6 Directions for using the compressed air machine may vary (check the machine s directions), but generally the tubing has to be put into the outlet of the machine before it is turned on. HOW TO USE A NEBULIZER 1a. If your medicine is premixed, measure the correct amount of medicine using a clean dropper and put it into the cup. Go to step 2. 1b. If the medicine is not premixed, measure the correct amount of saline - using a clean dropper - and put it into the cup. Then measure the correct amount of medicine using a different clean dropper and put it into the cup with the saline. (Do NOT mix the droppers; use one for saline and another for the medicine.) Put an S for saline on one dropper with nail polish. 2. Fasten the mouthpiece to the T-shaped part and then fasten this unit to the cup OR fasten the mask to the cup. For a child over the age of 2, use a mouthpiece unit because it will deliver more medicine than a mask. 3. Put the mouthpiece in your mouth. Seal your lips tightly around it OR place the mask on your face. 4. Turn on the air compressor machine. 5. Take slow, deep breaths in through the mouth. 6. Hold each breath 1 to 2 seconds before breathing out. 7. Continue until the medicine is gone from the cup (approximately 10 minutes). 8. Store the medicine as directed after each use. CLEANING THE NEBULIZER Don t forget: Cleaning and getting rid of germs prevent infection. Cleaning keeps the nebulizer from clogging up and helps it last longer. Cleaning Needed After Each Use 1. Remove the mask or the mouthpiece and T-shaped part from the cup. Remove the tubing and set it aside. The tubing should not be washed or rinsed. The outside should be wiped down. Rinse the mask or mouthpiece and T-shaped part - as well as the eyedropper or syringe - in warm running water for 30 seconds. Use distilled or sterile water for rinsing if possible. 2. Shake off excess water. Air dry on a clean cloth or paper towel. 3. Put the mask or the mouthpiece and T-shaped part, cup, and tubing back together and connect the device to the compressed air machine. Run the machine for 10 to 20 seconds to dry the inside of the nebulizer. 4. Disconnect the tubing from the compressed air machine. Store the nebulizer in a ziplock plastic bag. 5. Place a cover over the compressed air machine. Cleaning Needed Once Every Day 1. Remove the mask or the mouthpiece and T-shaped part from the cup. Remove the tubing and set it aside. The tubing should not be washed or rinsed. 2. Wash the mask or the mouthpiece and T-shaped part - as well as the eyedropper or syringe - with a mild dishwashing soap and warm water. 3. Rinse under a strong stream of water for 30 seconds. Use distilled (or sterile) water if possible. 4. Shake off excess water. Air dry on a clean cloth or paper towel. 5. Put the mask or the mouthpiece and T-shaped part, cup, and tubing back together, and connect the device to the compressed air machine. Run the machine for 10 to 20 seconds to dry the inside of the nebulizer. 6. Disconnect the tubing from the compressed air machine. Store the nebulizer in a re-sealable plastic bag. 7. Place a cover over the compressed air machine. Cleaning Needed Once or Twice a Week

7 1. Remove the mask or the mouthpiece and T-shaped part from the cup. Remove the tubing and set it aside. The tubing should not be washed or rinsed. Wash the mask or the mouthpiece and T-shaped part - as well as the eyedropper or syringe - with mild dishwashing soap and warm water. 2. Rinse under a strong stream of water for 30 seconds. 3. Soak for 30 minutes in a solution that is one part distilled white vinegar and two parts distilled water. Throw out the vinegar water solution after use; do not reuse it. 4. Rinse the nebulizer parts and the eyedropper or syringe under warm running water for 1 minute. Use distilled or sterile water if possible. 5. Shake off excess water. Air dry on a clean cloth or paper towel. 6. Put the mask or the mouthpiece and T-shaped part, cup, and tubing back together, and connect the device to the compressed air machine. Run the machine for 10 to 20 seconds to dry the inside of the nebulizer thoroughly. 7. Disconnect the tubing from the compressed air machine. Store the nebulizer in a resealable plastic bag. 8. Clean the surface of the compressed air machine with a well-wrung, soapy cloth or sponge. You could also use an alcohol or disinfectant wipe. NEVER PUT THE COMPRESSED AIR MACHINE IN WATER. 9. Place a cover over the compressed air machine. COPD BREATHING TECHNIQUES BREATHING TECHNIQUES If you have COPD, you have to learn to get the most out of your breath. A great place to learn about breathing techniques is in a respiratory rehabilitation program. Respiratory rehabilitation programs are specially designed for people with COPD. They teach breathing techniques, as well as how to exercise, and they give you a chance to practice with the group. Learn more about respiratory rehabilitation programs and how to find one in your area. WHAT TO DO IF YOU RE SHORT OF BREATH Being short of breath can feel scary. It helps if you know what to do. If you re short of breath: Stop and rest in a comfortable position Get your head down Get your shoulders down Breathe in through your mouth Blow out through your mouth Breathe in and blow out as fast as is necessary Begin to blow out longer, but not forcibly use pursed lips breathing if you find it effective Slow your breathing down Begin to breathe through your nose Begin diaphragmatic breathing Stay in this position for 5 minutes longer COMFORTABLE POSITIONS IF YOU RE SHORT OF BREATH Sitting: Sit with your back against the back of the chair. Your head and shoulders should be rolled forward and relaxed downwards. Rest your hands and forearms on your thighs, palms turned upwards. Do not lean on your hands. Your feet should be on the floor, knees rolled slightly outward. Follow the steps above until your breathing is normal.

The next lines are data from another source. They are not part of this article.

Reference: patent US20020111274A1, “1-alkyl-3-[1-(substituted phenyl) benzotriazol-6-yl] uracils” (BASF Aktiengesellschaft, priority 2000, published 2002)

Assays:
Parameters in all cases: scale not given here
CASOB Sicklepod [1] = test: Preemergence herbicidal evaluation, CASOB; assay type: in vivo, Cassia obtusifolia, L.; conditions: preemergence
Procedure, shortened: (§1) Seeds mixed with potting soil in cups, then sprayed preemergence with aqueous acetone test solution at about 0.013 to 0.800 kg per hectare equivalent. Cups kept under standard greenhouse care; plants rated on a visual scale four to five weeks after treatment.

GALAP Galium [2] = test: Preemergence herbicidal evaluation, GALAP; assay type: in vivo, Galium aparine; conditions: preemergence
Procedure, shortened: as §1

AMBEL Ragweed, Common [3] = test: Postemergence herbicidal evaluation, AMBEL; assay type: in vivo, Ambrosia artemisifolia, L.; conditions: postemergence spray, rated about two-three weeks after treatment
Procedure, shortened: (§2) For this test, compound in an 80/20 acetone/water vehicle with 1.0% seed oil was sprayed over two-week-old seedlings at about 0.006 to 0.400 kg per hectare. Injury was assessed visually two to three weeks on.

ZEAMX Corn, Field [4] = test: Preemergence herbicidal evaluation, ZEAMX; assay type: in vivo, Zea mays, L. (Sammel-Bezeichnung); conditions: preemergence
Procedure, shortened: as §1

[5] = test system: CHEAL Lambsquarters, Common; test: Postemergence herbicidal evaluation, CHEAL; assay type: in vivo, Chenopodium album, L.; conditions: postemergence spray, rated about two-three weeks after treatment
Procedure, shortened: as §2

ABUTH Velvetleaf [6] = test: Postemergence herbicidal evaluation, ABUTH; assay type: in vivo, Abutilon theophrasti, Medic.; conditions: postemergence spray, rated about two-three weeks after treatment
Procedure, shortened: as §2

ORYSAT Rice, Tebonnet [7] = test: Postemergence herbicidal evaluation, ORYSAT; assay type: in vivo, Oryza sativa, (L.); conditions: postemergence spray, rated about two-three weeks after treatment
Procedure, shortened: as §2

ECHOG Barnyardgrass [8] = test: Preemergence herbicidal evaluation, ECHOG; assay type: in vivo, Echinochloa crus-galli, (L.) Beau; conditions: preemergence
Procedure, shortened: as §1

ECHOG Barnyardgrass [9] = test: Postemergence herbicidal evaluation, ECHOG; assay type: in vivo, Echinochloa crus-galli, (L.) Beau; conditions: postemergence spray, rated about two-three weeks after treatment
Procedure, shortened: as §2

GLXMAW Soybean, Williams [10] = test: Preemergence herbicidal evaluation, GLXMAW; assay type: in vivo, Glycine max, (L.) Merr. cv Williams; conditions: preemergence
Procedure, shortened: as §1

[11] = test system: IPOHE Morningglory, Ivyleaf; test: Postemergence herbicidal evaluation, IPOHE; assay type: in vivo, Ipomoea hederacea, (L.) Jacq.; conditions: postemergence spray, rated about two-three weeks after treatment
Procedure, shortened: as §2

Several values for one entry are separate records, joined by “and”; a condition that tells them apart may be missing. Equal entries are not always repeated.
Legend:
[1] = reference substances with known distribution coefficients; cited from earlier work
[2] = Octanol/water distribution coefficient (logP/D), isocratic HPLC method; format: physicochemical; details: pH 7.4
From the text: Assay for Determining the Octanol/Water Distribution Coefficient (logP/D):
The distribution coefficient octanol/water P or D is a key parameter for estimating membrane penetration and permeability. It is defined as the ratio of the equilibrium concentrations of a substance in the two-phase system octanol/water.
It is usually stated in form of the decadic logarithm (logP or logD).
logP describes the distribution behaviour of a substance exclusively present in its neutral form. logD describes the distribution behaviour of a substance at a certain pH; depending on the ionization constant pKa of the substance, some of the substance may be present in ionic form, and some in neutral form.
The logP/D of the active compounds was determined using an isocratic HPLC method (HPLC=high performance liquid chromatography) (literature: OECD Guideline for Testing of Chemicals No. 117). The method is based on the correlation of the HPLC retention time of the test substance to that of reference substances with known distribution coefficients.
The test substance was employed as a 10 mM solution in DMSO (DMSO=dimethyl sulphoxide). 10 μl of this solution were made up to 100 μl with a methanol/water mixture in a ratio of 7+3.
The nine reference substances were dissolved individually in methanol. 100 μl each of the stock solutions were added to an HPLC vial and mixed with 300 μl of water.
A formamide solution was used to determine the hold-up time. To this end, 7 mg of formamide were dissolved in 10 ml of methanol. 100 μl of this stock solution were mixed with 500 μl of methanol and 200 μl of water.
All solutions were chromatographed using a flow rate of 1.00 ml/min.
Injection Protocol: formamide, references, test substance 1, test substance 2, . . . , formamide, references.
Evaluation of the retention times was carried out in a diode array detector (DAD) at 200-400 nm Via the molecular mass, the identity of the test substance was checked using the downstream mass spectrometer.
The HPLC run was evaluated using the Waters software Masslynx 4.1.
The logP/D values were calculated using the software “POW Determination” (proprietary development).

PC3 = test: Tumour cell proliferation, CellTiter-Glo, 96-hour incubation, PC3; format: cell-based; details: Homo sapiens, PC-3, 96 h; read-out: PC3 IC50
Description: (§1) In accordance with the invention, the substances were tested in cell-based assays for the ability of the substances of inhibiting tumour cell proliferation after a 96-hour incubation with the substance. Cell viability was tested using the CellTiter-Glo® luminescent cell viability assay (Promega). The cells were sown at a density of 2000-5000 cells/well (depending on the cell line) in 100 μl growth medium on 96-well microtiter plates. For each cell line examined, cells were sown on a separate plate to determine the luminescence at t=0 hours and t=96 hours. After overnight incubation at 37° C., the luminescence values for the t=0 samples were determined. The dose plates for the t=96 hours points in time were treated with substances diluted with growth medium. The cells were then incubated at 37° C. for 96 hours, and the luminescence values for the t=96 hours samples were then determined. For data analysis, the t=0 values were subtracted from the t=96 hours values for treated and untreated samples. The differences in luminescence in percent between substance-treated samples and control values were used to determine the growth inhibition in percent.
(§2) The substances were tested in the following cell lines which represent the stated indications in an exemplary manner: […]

8 Sitting: Lean back into the chair in a slouched position, your head rolled forward, shoulders relaxed downward. Rest your hands gently on your stomach. Keep your feet on the floor, knees rolled outward. Follow the steps above until your breathing is normal. Sitting: Place a pillow on a table and sit down, arms folded and resting on the pillow. Keep your feet on the floor or a stool, and rest your head on your arms. Follow the steps above until your breathing is normal. This position may also be used standing, arms resting on kitchen counter or back of chair, not leaning, knees bent slightly, one foot in front of the other. Standing: Lean with your back to the wall, a pole, etc. Place your feet slightly apart and at a comfortable distance from the wall, head and shoulders relaxed. Follow the steps above until your breathing is normal. HOW TO CONTROL YOUR BREATHING If you know how to control your breathing, you can stay calm when you re short of breath. Pursed-lip breathing and diaphragmatic breathing will both help. These breathing methods prevent or reduce the trapped air in your lungs, and allow you to breathe in more fresh air. Pursed Lip Breathing Breathe in slowly through your nose for 1 count Purse your lips as if you were going to whistle Breathe out gently through pursed lips for 2 slow counts (breathe out twice as slowly as you breathed in). Let the air escape naturally-don t force the air out of your lungs Keep doing pursed-lip breathing until you re not short of breath Diaphragmatic Breathing Put one hand on your upper chest and the other on your belly just above your waist Breathe in slowly through your nose-you should be able to feel the hand on your belly moving in as you exhale (breathe out) HOW TO COUGH UP PHLEGM: CONTROLLED COUGHING People with COPD usually have extra phlegm (mucus) in their lungs. If you have phlegm, cough it up. If the phlegm stays in your lungs, it can clog your smaller airways, making it hard to breathe. The phlegm could also become infected. It s important to get the phlegm out. Controlled coughing helps you clear the phlegm from your lungs. Here s how to do it: Sit down, make yourself comfortable Lean your head forward slightly Place both feet firmly on the ground Inhale deeply using diaphragmatic technique (push your abdomen out while inhaling) Try to hold your breath for three seconds While keeping your mouth slightly open, cough out twice. You should feel your diaphragm pushed upward while you do this. The second cough is to move the phlegm towards the throat after you have moved it with your first cough. Spit the phlegm out into a tissue. Remember to check the color; if the phlegm is yellow, green or brown, or has blood in it, call your doctor. Discard the tissue. Take a break and repeat once or twice if necessary